Expanding High Value and Premium Quality Rice in Bangladesh
Securing a high and stable income from farming despite rising cultivation costs is a common challenge for smallholder farmers. This is certainly true in Bangladesh’s Feed the Future (FtF) zone, where rapidly increasing labor wages and input costs are making rice cultivation less profitable and less attractive for farmers.
Bangladesh rice farmers currently grow more than 70 premium quality rice (PQR) varieties, which are characterized by long, slender and fine grains; may or may not have an aroma; and command a higher price than other, popular rice varieties. PQR varieties have a 20–60 percent price advantage and 50 percent higher profit over other rice varieties, indicating that there could be significant interest in expanded production. The total demand for PQR is growing at 5 percent per year because of rising per capita income, leading to increased consumption of PQR, urbanization, growth of modern food supply chains (supermarkets), and growing investment of private companies in the rice value chains.
A diagnostic study conducted by CSISA found that the popular PQR variety, BRRI dhan34, had an average yield of 3.6 tons per hectare and farmers earned a net profit of US$ 570 per hectare – approximately 55 percent more than what they would earn from the popular non-PQR variety, Swarna. Higher profitability and growth in demand demonstrates considerable potential for expansion in the FtF zone, where PQR currently accounts for a mere 10 percent of the total rice area.
Increased PQR cultivation is also likely to create additional employment for the more than 4,000 rice mills operating in the FtF zone. The study identified that due to a shortage in supply of PQR, these mills remain underutilized for the better part of the year. Initial discussions with millers and traders has revealed a strong willingness to be linked directly with farmers growing these varieties.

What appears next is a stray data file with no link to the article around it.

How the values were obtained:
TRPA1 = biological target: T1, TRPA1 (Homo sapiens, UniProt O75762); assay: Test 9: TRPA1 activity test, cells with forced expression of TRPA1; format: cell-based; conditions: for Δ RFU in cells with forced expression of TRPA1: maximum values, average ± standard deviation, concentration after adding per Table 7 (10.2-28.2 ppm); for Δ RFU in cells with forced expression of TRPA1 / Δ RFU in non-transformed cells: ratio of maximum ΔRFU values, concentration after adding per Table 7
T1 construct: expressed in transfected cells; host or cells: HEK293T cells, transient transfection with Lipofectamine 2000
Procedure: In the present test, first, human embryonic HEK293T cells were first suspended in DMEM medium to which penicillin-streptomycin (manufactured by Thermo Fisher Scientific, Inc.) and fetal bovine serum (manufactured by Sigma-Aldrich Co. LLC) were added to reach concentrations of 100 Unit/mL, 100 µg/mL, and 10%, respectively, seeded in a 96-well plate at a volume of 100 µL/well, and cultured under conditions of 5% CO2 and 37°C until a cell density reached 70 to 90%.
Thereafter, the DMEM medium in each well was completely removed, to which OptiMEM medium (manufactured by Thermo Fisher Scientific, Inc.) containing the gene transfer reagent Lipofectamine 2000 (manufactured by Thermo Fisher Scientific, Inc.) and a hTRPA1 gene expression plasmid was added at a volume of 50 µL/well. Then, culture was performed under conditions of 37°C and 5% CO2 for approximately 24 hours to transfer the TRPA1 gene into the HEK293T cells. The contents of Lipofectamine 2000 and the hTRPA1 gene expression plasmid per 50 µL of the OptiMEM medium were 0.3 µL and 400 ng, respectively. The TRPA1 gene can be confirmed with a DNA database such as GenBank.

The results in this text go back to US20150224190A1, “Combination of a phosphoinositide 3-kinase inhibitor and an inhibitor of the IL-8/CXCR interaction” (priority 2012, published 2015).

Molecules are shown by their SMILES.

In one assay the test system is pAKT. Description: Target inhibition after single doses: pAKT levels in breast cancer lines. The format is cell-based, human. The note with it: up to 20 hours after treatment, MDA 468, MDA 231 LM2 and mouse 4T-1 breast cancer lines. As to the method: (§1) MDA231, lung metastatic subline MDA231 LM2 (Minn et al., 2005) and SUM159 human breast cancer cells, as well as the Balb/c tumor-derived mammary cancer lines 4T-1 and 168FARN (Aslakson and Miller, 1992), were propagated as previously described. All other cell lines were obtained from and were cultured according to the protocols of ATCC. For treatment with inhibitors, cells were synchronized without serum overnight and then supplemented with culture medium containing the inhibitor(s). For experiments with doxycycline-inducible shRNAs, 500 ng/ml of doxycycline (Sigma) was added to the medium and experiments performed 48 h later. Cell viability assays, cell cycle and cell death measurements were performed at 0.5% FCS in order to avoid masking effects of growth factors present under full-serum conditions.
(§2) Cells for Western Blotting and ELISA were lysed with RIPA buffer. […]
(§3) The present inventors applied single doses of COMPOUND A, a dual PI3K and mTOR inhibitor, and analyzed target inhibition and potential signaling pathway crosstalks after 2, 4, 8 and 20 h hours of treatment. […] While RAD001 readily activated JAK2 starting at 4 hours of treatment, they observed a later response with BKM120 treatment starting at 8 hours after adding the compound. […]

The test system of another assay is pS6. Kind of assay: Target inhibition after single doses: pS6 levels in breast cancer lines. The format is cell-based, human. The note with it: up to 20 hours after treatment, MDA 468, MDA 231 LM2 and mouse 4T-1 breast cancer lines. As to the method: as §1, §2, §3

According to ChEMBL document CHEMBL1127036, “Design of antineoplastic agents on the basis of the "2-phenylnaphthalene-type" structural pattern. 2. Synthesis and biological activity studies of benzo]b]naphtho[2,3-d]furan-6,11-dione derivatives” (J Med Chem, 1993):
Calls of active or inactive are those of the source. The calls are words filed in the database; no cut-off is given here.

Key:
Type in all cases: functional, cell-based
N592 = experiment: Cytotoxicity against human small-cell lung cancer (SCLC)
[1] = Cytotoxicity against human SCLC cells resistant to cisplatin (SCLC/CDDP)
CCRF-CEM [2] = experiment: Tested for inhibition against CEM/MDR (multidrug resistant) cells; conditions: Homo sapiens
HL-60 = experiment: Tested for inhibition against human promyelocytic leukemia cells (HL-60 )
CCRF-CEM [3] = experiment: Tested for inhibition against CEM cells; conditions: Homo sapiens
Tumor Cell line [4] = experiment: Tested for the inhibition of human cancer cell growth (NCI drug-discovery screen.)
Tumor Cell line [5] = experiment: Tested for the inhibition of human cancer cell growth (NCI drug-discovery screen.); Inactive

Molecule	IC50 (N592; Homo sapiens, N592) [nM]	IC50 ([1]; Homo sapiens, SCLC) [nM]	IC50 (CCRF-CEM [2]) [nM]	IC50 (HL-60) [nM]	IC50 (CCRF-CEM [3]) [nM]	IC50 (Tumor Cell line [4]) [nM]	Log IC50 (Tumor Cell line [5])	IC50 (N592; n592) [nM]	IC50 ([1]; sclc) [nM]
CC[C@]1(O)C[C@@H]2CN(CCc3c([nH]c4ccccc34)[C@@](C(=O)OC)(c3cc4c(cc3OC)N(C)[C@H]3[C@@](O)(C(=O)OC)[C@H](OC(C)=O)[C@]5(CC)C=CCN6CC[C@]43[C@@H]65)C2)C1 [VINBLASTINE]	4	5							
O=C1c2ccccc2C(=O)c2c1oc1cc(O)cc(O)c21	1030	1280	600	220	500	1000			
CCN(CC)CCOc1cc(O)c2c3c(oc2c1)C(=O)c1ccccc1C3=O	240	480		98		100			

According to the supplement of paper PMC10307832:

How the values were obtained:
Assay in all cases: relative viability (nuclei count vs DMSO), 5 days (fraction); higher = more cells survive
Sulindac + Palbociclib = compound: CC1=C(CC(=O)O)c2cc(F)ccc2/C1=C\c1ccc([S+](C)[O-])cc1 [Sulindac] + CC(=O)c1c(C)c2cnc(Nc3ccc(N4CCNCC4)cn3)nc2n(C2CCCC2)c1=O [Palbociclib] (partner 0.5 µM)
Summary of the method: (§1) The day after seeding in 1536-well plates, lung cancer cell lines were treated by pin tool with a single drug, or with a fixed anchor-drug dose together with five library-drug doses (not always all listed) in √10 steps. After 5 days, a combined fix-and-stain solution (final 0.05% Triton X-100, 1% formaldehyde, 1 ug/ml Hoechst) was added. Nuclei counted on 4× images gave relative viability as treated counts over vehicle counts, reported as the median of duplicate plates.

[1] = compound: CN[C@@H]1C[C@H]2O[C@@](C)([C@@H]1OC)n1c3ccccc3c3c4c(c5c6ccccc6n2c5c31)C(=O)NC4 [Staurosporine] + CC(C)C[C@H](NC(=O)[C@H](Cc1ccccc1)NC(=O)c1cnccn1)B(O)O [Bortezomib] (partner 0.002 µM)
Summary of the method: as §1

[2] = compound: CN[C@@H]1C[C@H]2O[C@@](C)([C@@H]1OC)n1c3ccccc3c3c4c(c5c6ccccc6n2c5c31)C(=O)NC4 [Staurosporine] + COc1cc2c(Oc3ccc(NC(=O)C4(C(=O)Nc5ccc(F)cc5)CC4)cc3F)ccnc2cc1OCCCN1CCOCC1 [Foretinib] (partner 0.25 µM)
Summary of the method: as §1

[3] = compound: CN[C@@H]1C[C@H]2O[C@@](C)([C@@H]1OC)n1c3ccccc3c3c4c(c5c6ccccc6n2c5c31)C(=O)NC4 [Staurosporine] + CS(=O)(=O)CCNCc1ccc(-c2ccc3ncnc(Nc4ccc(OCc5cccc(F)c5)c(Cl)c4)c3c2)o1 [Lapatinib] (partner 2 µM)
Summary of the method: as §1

The study identified low yield, a risk of blast damage, unavailability of seeds and poor knowledge of production practices as the major constraints to PQR expansion. To overcome these challenges, CSISA is developing training and extension materials for the Department of Agriculture Extension, Bangladesh Rice Research Institute, NGOs, development partners and agro-input dealers. In addition, CSISA is also facilitating PQR seed supply for nursery entrepreneurs and farmer groups.
In Jessore and Jhenaidah districts, for example, CSISA distributed 375 kg seed of BRRI dhan34, which is not commonly cultivated in the region, to 150 farmers during the current aman season. CSISA has also distributed 850 guides on better-bet PQR agronomy and conducted 36 adaptive trials across three hubs to evaluate the yield performance of eight PQR varieties to identify the varieties that fit best in specific locations, and those with the highest yields.
During the 2016-17 boro season, CSISA is targeting a distribution of 6 tons of PQR seeds at 50 percent cost and distribution of 65,000 copies of knowledge materials (through its partners) to catalyze cultivation in new locations. This will not only increase awareness and knowledge among farmers, but also improve the availability of PQR seeds for farmer-to-farmer dissemination.
Tags: BRRI dhan34, PQR